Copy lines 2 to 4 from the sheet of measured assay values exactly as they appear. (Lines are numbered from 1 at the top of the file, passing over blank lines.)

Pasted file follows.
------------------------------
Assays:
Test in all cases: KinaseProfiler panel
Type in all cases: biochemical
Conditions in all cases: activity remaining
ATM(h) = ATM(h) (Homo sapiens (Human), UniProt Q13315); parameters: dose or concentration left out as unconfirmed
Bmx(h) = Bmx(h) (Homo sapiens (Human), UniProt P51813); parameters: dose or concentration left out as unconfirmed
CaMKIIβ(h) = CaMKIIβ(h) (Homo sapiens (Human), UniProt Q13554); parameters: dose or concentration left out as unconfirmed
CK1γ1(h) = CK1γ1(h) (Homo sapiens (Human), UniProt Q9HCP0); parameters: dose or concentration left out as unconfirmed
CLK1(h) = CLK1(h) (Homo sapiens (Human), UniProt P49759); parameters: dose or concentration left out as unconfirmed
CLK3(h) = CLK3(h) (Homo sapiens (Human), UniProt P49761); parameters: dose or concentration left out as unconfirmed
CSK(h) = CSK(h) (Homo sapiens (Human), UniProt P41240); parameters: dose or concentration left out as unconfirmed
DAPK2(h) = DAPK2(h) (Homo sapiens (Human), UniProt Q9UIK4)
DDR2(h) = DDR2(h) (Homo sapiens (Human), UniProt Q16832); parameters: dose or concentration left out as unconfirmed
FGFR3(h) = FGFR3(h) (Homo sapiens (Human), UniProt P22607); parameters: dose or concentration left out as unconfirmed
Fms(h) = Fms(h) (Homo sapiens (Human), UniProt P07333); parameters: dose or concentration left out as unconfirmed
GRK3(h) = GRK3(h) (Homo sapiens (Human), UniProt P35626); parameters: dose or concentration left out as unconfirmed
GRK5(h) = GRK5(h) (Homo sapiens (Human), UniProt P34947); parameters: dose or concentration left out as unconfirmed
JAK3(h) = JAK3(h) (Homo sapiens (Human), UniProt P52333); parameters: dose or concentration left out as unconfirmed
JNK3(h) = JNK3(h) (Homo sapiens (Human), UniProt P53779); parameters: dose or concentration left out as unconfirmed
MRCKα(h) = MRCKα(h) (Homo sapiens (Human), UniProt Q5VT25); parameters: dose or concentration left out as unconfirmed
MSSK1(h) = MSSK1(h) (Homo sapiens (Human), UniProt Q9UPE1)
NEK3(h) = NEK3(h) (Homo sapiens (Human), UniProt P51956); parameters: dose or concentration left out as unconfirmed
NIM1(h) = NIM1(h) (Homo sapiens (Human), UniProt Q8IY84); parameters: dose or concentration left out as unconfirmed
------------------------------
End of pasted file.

Test in all cases: KinaseProfiler panel
Type in all cases: biochemical
Conditions in all cases: activity remaining